There are approximately 478 airports in France and by a 2005 estimate, there are three heliports. 288 of the airports have paved runways, with the remaining 199 are unpaved.

People

Discover some of the most popular persons who live / lived in France.

J J Rousseau

Jean Jacques Rousseau

Was a Francophone Genevan philosopher, writer, and composer of the 18th century. His political philosophy influenced the Enlightenment in France and across Europe, as well as aspects of the French Revolution and the overall development of modern political and educational thought. Rousseau was born in Geneva, Switzerland in a small bourgeois family. Jean-Jacques father and […]

Louis Pasteur

Louis Pasteur

Was a French chemist and microbiologist renowned for his discoveries of the principles of vaccination, microbial fermentation and pasteurization. He is remembered for his remarkable breakthroughs in the causes and preventions of diseases, and his discoveries have saved countless lives ever since. He reduced mortality from puerperal fever, and created the first vaccines for rabies […]

Pascal

Blaise Pascal

He was a child prodigy who was educated by his father, a tax collector in Rouen. Pascal’s earliest work was in the natural and applied sciences where he made important contributions to the study of fluids, and clarified the concepts of pressure and vacuum by generalizing the work of Evangelista Torricelli. Pascal also wrote in […]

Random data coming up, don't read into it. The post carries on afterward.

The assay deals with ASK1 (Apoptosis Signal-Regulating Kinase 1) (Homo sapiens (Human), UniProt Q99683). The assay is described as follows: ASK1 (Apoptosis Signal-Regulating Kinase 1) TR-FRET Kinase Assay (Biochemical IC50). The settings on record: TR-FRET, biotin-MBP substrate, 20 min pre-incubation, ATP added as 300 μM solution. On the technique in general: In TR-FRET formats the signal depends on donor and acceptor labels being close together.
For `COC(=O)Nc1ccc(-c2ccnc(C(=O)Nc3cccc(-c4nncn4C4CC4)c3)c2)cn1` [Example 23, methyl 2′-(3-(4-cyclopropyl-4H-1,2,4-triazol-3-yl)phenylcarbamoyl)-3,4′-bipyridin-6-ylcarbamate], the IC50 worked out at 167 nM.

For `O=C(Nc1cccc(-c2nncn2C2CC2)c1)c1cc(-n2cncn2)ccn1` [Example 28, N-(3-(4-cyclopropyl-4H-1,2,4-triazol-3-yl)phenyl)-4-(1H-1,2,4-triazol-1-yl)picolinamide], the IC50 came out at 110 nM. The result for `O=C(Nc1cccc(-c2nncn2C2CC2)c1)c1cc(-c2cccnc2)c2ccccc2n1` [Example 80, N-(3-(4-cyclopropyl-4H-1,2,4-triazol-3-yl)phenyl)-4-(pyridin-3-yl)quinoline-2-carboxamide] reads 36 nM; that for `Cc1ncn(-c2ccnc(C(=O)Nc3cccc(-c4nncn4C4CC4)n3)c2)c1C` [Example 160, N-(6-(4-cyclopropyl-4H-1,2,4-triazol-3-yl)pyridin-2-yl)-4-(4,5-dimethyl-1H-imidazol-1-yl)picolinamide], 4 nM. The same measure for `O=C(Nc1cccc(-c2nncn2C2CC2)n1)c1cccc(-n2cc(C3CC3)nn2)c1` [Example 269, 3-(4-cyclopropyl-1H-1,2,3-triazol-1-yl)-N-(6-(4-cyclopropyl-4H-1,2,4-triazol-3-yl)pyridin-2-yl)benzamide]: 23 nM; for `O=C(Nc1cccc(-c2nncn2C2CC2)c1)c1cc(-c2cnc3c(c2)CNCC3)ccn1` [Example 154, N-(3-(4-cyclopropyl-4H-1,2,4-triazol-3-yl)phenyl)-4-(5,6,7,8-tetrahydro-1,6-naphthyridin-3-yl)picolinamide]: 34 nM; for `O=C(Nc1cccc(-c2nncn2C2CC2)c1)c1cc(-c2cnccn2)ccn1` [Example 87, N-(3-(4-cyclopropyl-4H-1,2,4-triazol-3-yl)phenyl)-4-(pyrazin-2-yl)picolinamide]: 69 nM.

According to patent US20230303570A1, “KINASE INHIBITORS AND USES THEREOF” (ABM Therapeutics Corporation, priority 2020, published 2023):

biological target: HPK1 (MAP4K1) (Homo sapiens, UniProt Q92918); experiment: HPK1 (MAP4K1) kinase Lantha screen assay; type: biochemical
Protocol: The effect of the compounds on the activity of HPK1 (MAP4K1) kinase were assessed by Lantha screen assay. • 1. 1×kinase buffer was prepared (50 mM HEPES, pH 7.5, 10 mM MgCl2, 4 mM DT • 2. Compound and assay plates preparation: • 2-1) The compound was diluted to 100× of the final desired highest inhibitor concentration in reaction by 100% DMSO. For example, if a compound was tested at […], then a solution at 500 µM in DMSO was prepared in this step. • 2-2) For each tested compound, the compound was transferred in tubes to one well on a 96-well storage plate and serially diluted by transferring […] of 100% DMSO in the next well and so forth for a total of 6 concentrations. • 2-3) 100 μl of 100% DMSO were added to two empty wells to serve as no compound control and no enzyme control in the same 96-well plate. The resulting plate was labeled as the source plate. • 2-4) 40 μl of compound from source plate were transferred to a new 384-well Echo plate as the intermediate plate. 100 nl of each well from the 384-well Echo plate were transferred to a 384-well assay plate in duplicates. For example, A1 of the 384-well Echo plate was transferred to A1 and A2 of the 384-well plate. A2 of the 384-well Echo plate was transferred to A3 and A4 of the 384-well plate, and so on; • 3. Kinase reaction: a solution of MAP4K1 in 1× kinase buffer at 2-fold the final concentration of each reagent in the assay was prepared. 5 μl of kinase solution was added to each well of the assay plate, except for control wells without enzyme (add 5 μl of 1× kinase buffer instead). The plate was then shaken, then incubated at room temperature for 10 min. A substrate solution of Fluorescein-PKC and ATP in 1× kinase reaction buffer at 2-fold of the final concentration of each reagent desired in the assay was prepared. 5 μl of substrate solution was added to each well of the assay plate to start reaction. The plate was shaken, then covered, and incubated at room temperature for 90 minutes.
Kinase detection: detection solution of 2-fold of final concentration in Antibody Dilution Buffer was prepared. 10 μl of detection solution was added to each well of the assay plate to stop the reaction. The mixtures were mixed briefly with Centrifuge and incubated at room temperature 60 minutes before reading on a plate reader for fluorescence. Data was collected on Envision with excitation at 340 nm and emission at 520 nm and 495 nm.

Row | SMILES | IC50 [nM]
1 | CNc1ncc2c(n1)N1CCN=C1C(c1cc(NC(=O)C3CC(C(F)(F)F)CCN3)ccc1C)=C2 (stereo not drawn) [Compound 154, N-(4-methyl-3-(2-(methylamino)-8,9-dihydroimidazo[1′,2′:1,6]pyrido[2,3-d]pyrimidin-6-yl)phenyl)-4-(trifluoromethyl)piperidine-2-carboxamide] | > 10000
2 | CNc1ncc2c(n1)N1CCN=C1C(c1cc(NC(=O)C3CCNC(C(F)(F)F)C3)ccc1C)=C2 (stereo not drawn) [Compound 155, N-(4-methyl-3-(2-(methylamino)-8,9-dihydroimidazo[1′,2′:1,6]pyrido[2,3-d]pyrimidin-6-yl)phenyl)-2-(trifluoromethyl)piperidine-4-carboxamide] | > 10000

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Culinary

Discover some of the traditional receips from France.

Bordeaux Wine

Bordeaux Wine

A Bordeaux wine is any wine produced in the Bordeaux region of France, centred on the city of Bordeaux and covering the whole area of the Gironde department, with a total vineyard area of over 120,000 hectares. Average vintages produce over 700 million bottles of Bordeaux wine, ranging from large quantities of everyday table wine, […]

Moules marinière

Moules marinière

Ingredients: 1,75 – 2kg ofmussels 30g butter or margarine + extra (1 teaspoon) 2 shallots 15 cl dry white wine 1 teaspoon of flour Parsley Salt and Pepper   Steps: Scrape and wash well the mussels. Put them in a pan with 1 pat of butter, chopped shallots and white wine. Cook them openin a […]

Salade Lyonnaise

Salade Lyonnaise

Ingredients: 1 curly endive 120g thin slices of salted or smoked bacon chest 100 g of bread 4 eggs (extra fresh) 10g butter 1 garlic clove 1 shallot 3 tablespoons of peanut oil 1 tablespoon of sherry vinegar 1 dl of white vinegar (to poach eggs) Salt and Pepper   Steps: Wash the endive carefuly […]